This paper describes the application of the maximum likelihood statistical technique to back calculation of shear strength parameters of joints. The approach adopted assumes that the factors of safety against shear failure along discontinuity surfaces are log-normally distributed and it seeks the values of cohesion and friction angle that maximize the frequency distribution of factors of safety around one. Using this method, the cohesion and friction angle values of the two dominant joint sets in an open pit mine are estimated from 48 failed and 46 unfailed cases of plane failure geometries. Further shear strength estimation studies using conventional back-analysis and laboratory testing are also carried out and these show that the results obtained from the three approaches are all in good agreement.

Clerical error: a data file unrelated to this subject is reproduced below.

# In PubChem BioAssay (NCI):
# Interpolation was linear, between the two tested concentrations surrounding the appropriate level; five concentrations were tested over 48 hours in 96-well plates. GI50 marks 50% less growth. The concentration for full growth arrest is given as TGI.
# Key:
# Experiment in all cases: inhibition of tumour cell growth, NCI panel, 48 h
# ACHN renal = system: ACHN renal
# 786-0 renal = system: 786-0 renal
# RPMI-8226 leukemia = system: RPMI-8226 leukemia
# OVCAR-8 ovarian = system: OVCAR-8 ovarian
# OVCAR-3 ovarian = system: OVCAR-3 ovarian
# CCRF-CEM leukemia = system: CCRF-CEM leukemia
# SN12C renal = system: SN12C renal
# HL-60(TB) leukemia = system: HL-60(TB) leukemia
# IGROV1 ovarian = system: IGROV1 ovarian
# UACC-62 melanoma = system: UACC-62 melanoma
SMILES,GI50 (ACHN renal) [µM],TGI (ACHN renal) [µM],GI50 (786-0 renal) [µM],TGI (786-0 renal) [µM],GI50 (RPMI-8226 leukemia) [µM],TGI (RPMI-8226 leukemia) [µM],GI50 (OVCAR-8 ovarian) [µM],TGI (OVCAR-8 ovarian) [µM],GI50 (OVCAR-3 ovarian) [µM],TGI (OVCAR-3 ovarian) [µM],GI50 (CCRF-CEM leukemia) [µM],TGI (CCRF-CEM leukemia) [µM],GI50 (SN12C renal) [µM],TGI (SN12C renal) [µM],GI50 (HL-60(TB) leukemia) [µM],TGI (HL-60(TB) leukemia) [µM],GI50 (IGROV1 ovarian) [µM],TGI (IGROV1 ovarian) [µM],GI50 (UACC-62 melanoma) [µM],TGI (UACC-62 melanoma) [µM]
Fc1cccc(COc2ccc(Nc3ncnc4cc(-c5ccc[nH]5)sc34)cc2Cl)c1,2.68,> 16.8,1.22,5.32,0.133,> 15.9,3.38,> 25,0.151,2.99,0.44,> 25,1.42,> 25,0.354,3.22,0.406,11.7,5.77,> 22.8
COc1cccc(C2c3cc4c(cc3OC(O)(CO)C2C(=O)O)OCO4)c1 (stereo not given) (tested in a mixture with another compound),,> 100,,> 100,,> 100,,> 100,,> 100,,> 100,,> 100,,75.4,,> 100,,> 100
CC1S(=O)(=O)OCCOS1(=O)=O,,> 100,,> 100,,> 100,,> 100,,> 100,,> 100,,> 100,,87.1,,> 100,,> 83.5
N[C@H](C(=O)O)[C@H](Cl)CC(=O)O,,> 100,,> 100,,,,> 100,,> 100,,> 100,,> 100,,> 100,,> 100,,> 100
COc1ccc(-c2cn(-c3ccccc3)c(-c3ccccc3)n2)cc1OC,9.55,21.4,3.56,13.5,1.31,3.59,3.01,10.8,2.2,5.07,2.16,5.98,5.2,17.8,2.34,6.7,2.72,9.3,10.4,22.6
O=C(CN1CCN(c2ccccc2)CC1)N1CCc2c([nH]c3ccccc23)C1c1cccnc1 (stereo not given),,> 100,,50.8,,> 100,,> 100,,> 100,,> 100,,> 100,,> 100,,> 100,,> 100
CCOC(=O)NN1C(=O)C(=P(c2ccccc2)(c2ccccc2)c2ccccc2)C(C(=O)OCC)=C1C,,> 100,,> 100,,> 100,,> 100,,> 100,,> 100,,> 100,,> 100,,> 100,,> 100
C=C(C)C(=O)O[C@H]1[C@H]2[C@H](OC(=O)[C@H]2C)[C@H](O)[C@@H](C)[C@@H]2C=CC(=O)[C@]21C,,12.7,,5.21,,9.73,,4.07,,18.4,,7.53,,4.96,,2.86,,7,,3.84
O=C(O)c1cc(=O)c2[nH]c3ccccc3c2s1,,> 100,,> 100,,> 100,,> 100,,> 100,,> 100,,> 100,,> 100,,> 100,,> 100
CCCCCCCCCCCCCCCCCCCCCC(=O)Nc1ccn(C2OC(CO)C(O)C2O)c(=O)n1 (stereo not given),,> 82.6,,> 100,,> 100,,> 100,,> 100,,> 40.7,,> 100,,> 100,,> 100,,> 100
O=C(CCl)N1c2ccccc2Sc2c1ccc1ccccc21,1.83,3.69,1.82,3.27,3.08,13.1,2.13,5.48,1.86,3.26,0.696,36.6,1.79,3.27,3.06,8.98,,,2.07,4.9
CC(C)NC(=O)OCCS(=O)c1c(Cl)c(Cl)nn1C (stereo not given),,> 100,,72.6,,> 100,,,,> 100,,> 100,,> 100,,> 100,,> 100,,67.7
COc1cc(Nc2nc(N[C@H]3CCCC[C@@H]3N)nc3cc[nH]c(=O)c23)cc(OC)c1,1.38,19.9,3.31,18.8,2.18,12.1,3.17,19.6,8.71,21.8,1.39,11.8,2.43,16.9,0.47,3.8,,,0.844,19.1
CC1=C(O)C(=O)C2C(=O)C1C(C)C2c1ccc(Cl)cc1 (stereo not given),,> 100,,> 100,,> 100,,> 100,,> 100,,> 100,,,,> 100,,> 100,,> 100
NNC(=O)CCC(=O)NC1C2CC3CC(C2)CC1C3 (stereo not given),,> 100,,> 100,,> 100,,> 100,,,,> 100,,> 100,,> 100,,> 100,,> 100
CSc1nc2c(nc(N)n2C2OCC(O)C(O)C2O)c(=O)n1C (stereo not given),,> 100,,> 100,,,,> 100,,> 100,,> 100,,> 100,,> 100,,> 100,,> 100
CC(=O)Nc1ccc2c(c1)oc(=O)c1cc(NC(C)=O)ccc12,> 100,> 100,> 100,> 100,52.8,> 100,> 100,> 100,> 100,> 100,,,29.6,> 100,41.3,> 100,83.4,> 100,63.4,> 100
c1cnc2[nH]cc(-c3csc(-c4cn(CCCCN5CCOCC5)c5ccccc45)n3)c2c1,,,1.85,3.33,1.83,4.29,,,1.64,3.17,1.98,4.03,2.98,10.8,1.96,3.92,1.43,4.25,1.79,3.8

A realistic determination of shear strength of discontinuities is the prime importance in designing rock slopes. Laboratory determination of discontinuity cohesion and friction angle involves uncertainties due to the insufficient sample size to represent in-situ conditions. Back-analysis of actual failed cases provides more realistic results and thus is the preferred method over laboratory testing when there is sufficient data available for statistical analysis. This paper describes the application of maximum likelihood statistical technique as a back-analysis tool for estimating the cohesion and friction angle of joints. The approach is similar to that used by Salamon and Munro (1967) for estimating strength of coal pillars. The in-situ data used comes from the Chuquicamata open pit mine in Chile, where the two main joint sets are known to play a significant role in the overall stability of the mine''s west wall.

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